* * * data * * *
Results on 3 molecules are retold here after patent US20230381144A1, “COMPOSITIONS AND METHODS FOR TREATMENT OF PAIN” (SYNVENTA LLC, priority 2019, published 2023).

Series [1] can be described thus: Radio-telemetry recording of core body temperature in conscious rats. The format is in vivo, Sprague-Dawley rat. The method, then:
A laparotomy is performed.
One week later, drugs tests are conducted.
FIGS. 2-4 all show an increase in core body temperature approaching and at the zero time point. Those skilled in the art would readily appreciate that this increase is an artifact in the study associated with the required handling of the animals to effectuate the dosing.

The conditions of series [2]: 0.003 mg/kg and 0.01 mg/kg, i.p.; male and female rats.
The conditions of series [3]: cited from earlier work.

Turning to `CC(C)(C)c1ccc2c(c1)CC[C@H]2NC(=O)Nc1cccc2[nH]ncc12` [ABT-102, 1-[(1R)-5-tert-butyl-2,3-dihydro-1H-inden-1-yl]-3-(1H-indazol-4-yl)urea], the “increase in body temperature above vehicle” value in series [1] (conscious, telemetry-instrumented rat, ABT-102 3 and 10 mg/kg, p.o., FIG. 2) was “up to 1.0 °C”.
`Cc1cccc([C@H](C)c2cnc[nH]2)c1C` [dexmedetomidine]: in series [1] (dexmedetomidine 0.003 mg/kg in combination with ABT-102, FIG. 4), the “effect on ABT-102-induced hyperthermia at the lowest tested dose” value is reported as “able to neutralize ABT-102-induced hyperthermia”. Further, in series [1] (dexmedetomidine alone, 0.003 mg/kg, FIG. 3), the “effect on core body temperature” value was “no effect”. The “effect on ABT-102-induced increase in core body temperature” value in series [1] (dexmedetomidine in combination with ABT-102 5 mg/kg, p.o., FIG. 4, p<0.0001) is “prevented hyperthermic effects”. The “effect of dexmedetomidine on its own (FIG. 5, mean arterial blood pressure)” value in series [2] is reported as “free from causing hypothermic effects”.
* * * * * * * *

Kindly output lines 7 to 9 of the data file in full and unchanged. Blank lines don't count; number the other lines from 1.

The conditions of series [3]: cited from earlier work.

Turning to `CC(C)(C)c1ccc2c(c1)CC[C@H]2NC(=O)Nc1cccc2[nH]ncc12` [ABT-102, 1-[(1R)-5-tert-butyl-2,3-dihydro-1H-inden-1-yl]-3-(1H-indazol-4-yl)urea], the “increase in body temperature above vehicle” value in series [1] (conscious, telemetry-instrumented rat, ABT-102 3 and 10 mg/kg, p.o., FIG. 2) was “up to 1.0 °C”.
`Cc1cccc([C@H](C)c2cnc[nH]2)c1C` [dexmedetomidine]: in series [1] (dexmedetomidine 0.003 mg/kg in combination with ABT-102, FIG. 4), the “effect on ABT-102-induced hyperthermia at the lowest tested dose” value is reported as “able to neutralize ABT-102-induced hyperthermia”. Further, in series [1] (dexmedetomidine alone, 0.003 mg/kg, FIG. 3), the “effect on core body temperature” value was “no effect”. The “effect on ABT-102-induced increase in core body temperature” value in series [1] (dexmedetomidine in combination with ABT-102 5 mg/kg, p.o., FIG. 4, p<0.0001) is “prevented hyperthermic effects”. The “effect of dexmedetomidine on its own (FIG. 5, mean arterial blood pressure)” value in series [2] is reported as “free from causing hypothermic effects”.